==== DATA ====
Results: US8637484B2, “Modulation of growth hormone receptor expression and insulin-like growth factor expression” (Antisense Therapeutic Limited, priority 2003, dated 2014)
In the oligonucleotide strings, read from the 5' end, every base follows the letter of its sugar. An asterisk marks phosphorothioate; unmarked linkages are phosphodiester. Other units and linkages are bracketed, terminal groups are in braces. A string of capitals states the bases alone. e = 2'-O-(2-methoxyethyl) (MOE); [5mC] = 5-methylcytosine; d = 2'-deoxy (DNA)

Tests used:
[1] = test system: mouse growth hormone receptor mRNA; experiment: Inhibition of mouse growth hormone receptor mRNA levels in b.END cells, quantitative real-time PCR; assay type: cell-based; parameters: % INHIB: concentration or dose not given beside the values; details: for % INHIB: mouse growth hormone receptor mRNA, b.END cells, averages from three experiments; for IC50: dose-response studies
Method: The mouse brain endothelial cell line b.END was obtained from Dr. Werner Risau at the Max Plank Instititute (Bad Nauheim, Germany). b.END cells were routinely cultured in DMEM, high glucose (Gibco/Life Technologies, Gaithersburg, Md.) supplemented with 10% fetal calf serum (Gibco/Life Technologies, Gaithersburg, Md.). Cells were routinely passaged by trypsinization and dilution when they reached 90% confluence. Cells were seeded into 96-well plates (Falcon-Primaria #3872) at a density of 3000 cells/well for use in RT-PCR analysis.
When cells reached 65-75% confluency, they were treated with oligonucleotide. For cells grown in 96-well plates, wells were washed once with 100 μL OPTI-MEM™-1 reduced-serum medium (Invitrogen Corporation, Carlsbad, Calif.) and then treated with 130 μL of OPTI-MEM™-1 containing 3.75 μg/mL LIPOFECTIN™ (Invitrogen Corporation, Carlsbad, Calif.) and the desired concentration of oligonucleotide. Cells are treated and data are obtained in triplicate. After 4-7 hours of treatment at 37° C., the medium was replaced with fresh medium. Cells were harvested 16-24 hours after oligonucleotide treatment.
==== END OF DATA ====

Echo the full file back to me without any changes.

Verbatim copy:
Results: US8637484B2, “Modulation of growth hormone receptor expression and insulin-like growth factor expression” (Antisense Therapeutic Limited, priority 2003, dated 2014)
In the oligonucleotide strings, read from the 5' end, every base follows the letter of its sugar. An asterisk marks phosphorothioate; unmarked linkages are phosphodiester. Other units and linkages are bracketed, terminal groups are in braces. A string of capitals states the bases alone. e = 2'-O-(2-methoxyethyl) (MOE); [5mC] = 5-methylcytosine; d = 2'-deoxy (DNA)

Tests used:
[1] = test system: mouse growth hormone receptor mRNA; experiment: Inhibition of mouse growth hormone receptor mRNA levels in b.END cells, quantitative real-time PCR; assay type: cell-based; parameters: % INHIB: concentration or dose not given beside the values; details: for % INHIB: mouse growth hormone receptor mRNA, b.END cells, averages from three experiments; for IC50: dose-response studies
Method: The mouse brain endothelial cell line b.END was obtained from Dr. Werner Risau at the Max Plank Instititute (Bad Nauheim, Germany). b.END cells were routinely cultured in DMEM, high glucose (Gibco/Life Technologies, Gaithersburg, Md.) supplemented with 10% fetal calf serum (Gibco/Life Technologies, Gaithersburg, Md.). Cells were routinely passaged by trypsinization and dilution when they reached 90% confluence. Cells were seeded into 96-well plates (Falcon-Primaria #3872) at a density of 3000 cells/well for use in RT-PCR analysis.
When cells reached 65-75% confluency, they were treated with oligonucleotide. For cells grown in 96-well plates, wells were washed once with 100 μL OPTI-MEM™-1 reduced-serum medium (Invitrogen Corporation, Carlsbad, Calif.) and then treated with 130 μL of OPTI-MEM™-1 containing 3.75 μg/mL LIPOFECTIN™ (Invitrogen Corporation, Carlsbad, Calif.) and the desired concentration of oligonucleotide. Cells are treated and data are obtained in triplicate. After 4-7 hours of treatment at 37° C., the medium was replaced with fresh medium. Cells were harvested 16-24 hours after oligonucleotide treatment.